5. MY COMMENTS: The Northern Areas of J&K, now re-named as Gilgit-Baltistan in violation of the UN resolutions by the Zardari Government has a total area of 28,000 sq.miles as against the only 4494 sq.miles of Pakistan-Occupied Kashmir (POK), which Pakistan calls Azad Kashmir. It had a population of a little over 1.5 million in the 1990s. It was part of the State of J&K before 1947 and was called “the Northern Areas of J&K” to distinguish it from the Valley, Jammu and Ladakh.

6. In 1935, Maharaja Hari Singh, the then ruler of J&K, transferred the territory on a 60-year lease to the British authorities from whom it reverted back to the ruler under the Indian Independence Act of 1947. Upon its reversion, the ruler appointed Brig. Ghansara Singh as the “Governor of the Northern Areas of J&K” with headquarters at Gilgit. During 1947-48, the Pakistan Army illegally occupied the entire Northern Areas and parts of the Districts of Poonch, Mirpur and Muzaffarabad.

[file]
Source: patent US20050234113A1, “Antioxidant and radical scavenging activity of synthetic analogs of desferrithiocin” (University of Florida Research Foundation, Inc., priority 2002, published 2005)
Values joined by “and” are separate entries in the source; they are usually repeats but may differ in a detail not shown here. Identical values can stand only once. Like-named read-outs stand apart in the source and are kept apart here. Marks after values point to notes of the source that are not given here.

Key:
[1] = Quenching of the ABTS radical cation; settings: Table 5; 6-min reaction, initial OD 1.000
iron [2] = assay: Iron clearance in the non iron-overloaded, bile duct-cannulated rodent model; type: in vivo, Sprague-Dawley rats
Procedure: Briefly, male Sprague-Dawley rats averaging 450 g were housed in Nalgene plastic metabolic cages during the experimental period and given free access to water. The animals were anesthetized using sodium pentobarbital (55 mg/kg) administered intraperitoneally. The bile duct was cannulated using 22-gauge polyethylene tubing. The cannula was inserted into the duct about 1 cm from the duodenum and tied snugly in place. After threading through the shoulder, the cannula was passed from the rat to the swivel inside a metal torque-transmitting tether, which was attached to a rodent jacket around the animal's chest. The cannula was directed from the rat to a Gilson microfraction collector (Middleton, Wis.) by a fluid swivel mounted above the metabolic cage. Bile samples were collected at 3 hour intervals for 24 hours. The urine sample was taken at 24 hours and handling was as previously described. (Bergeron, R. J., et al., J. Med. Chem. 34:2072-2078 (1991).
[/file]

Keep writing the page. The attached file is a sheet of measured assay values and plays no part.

7. The Government of Pakistan constituted the occupied areas of Poonch, Mirpur and Muzaffarabad into the so-called autonomous State of Azad Kashmir. The Northern Areas were separated from the POK by a proclamation of April 28,1949, and placed directly under the administration of the Federal Government under the changed name of the “Northern Areas of Pakistan”. Before doing so, it transferred some territory of the Northern Areas in the present Chitral region to the jurisdiction of the North-West Frontier Province (NWFP). The suffx “of J&K” was deleted because Pakistan no longer considered the Northern Areas as part of J&K though it continued to say that its future, like that of POK and India’s J&K, would be decided by a plebiscite under the auspices of the UN. In 1963, the Government of military dictator Ayub Khan ceded to China under a 99-year-lease 6000 sq.miles of Kashmiri territory from the NA— that is, nearly, one-fourth of the NA territory. This has been incorporated by China into the Xinjiang Autonomous Region.